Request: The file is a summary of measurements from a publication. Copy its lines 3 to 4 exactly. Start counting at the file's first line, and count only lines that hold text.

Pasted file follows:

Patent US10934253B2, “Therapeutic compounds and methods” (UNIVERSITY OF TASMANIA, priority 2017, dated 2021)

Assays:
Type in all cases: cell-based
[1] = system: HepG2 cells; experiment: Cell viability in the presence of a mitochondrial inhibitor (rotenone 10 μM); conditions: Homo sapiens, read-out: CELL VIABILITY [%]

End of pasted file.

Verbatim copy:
Type in all cases: cell-based
[1] = system: HepG2 cells; experiment: Cell viability in the presence of a mitochondrial inhibitor (rotenone 10 μM); conditions: Homo sapiens, read-out: CELL VIABILITY [%]